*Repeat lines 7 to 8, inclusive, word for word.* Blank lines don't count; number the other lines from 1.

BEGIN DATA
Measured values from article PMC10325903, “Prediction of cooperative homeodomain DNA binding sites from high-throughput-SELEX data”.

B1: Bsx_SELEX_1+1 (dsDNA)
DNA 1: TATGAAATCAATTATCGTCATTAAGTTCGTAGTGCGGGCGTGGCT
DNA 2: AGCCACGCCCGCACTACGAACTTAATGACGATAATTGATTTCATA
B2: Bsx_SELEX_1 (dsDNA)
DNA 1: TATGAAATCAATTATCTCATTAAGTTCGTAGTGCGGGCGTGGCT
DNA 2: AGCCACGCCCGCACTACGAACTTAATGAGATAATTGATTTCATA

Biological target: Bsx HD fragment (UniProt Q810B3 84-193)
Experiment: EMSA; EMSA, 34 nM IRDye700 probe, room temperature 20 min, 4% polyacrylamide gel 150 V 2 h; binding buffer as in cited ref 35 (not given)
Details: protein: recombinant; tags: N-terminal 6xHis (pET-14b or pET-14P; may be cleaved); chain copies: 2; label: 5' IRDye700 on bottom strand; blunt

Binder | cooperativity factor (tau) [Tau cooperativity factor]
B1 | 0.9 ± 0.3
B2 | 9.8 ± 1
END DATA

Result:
DNA 2: AGCCACGCCCGCACTACGAACTTAATGAGATAATTGATTTCATA

Biological target: Bsx HD fragment (UniProt Q810B3 84-193)